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N. Korean Leader Thought To Be Ill
Kim has four children. His eldest son, Kim Jong Nam, 37, was caught in 2001 trying to enter Japan on a fake passport, saying he wanted to visit Tokyo Disneyland. A brother-in-law, Chang Sung Taek, briefly gained stature before being purged in 2004, but in 2006 he was rehabilitated and later named to a senior post overseeing internal security.
Kim's poor health has been a subject of speculation for decades, with experts analyzing every public appearance. The North's government treats his health as a state secret.
Charles L. "Jack" Pritchard, a former White House and State Department official who is president of the Korea Economic Institute in Washington, said there have been many false reports concerning the health of Kim and his late father over the years. But he found it significant that Kim was not spotted at the 60th-anniversary parade because of the milestone's significance in Asian cultures. "The 60th anniversary is not something to be missed," Pritchard said. "It is the fifth cycle of 12, which for Asians is a special deal."
Moreover, he said, the 60th anniversary would have been the ideal moment for Kim to rally internal support for Pyongyang's recent resistance to the nuclear agreement.
Still, in recent months, a variety of media outlets have reported that Kim was so weak that he could not walk 30 yards (he later appeared in public and seemed able to walk), that a group of German doctors went to North Korea to perform heart surgery on him (the doctors denied it), and that he passed away (most likely untrue because he's since appeared in public, although at least one veteran expert has suggested the government could be using body doubles).
"The problem with North Korea-related stories is that none of us can confirm them unless we go and ask them," said Koh Yu-hwan, a professor of North Korean studies at Dongguk University in Seoul.
Koh cautioned against reading too much into Kim's absence: "It is not unusual for Chairman Kim to disappear from the public view, especially when the tension on the Korean Peninsula rises or there are important decision for him to make."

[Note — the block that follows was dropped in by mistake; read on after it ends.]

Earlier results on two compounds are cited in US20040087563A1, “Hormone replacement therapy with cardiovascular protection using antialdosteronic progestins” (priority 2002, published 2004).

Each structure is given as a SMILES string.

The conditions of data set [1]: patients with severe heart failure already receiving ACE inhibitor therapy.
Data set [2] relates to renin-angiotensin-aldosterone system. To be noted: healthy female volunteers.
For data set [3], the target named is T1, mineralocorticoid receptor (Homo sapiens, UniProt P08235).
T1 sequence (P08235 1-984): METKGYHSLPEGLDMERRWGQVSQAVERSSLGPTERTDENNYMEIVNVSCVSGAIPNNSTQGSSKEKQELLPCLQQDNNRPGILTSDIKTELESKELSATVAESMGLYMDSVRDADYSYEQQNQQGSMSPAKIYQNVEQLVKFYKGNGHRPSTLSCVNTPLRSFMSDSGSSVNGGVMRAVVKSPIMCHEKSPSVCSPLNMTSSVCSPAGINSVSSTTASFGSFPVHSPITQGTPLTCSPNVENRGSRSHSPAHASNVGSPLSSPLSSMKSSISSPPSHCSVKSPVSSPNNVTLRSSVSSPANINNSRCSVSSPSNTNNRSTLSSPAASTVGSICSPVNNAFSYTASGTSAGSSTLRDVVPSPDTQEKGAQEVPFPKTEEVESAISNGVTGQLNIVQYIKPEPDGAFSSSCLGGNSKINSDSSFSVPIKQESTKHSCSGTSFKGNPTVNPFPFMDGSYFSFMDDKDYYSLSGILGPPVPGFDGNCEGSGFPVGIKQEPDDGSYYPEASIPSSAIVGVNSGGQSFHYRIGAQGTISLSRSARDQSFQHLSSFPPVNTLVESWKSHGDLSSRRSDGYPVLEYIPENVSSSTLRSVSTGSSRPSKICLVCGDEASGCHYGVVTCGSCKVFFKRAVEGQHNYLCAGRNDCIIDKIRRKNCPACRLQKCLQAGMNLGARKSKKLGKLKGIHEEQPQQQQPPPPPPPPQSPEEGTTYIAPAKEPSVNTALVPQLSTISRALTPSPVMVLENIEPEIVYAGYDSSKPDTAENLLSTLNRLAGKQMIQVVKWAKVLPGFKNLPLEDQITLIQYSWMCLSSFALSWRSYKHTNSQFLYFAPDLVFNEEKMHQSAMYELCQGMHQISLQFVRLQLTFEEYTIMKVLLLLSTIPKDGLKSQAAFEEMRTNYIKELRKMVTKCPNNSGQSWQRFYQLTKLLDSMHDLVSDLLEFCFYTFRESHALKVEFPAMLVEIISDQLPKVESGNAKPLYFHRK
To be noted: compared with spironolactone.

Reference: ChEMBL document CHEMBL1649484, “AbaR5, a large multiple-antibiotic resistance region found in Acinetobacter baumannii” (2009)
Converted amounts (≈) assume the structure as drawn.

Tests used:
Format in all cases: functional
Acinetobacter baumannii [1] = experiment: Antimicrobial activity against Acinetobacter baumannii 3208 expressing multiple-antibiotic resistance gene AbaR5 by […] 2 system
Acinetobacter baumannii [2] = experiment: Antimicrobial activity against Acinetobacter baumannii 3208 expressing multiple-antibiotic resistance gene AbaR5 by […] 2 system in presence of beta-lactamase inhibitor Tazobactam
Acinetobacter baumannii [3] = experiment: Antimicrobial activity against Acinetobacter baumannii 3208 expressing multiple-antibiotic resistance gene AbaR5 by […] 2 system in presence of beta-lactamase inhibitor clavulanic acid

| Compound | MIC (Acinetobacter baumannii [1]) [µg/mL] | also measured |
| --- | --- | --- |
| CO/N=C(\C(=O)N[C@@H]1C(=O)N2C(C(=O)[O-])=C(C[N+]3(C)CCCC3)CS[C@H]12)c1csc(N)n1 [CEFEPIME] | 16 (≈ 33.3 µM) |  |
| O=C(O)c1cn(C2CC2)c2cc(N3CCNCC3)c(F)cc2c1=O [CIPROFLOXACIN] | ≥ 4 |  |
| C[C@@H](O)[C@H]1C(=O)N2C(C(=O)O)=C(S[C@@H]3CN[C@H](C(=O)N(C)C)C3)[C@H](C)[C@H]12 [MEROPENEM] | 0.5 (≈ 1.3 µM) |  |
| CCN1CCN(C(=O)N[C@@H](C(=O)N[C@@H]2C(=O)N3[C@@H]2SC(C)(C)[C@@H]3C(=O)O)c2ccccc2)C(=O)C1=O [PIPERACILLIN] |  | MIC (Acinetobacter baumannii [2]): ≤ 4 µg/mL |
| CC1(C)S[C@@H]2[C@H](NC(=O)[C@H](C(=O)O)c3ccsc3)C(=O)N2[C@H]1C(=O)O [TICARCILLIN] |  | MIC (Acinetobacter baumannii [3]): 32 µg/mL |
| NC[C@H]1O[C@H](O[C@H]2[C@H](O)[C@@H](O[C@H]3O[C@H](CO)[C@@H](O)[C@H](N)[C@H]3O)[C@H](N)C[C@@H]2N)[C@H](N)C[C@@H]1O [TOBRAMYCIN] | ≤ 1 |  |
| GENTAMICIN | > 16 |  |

Last November, as part of an agreement that exchanged aid for disarmament, North Korea began disabling a Soviet-era reactor and related facilities at Yongbyon. In June, it invited foreign crews to televise demolition of the reactor's cooling tower. But in August, it reversed course, saying the United States had not lived up to its promise to remove it from a list of state sponsors of terrorism. U.S. officials say there must first be an acceptable plan for verifying North Korea's claims.
Since Kim disappeared from public view, U.S. officials said, they have struggled to obtain decisions from North Korea on how to settle the latest dispute over its nuclear programs. For instance, though North Korea has rejected the United States' proposed verification plan, it has not provided a counterproposal.
Instead, North Korean workers have begun clearing debris at the cooling tower and appeared to ready equipment for possible reassembly.
Some analysts say that the Communist Party in North Korea is split between a "military" side and a "practical" side -- with Kim caught in the middle. The military wing has a keener interest in retaining its nuclear weapons, while the other side believes that alleviating food shortages and other issues related to the country's impoverished economy should be the top priority.
On Aug. 26, the official Korean Central News Agency carried a cryptic statement from North Korea's Foreign Ministry that "we will consider restoring the Yongbyon facilities to their original state in accordance with strong demands from our relevant agencies." Some analysts believe "relevant agencies" means the North Korean military.
This year, a report for the U.S. Congress, prepared by a staff member after traveling to Pyongyang, said "Kim's best efforts to orchestrate a balance among competing interests within the North may be a 'stretch too far' for . . . military hardliners. Discarding the jewel of their arsenal will be difficult."
Shi Yuanhua of the Center for Korean Studies at Fudan University in Shanghai said that if Kim dies, "there should be conflict inside the party. All the factions believe that their governing strategies are right."
Cha reported from Shanghai. Correspondent Blaine Harden in Tokyo, special correspondent Stella Kim in Seoul, staff writer Joby Warrick in Washington, and researchers Zhang Jie in Beijing and Crissie Ding in Shanghai contributed to this report.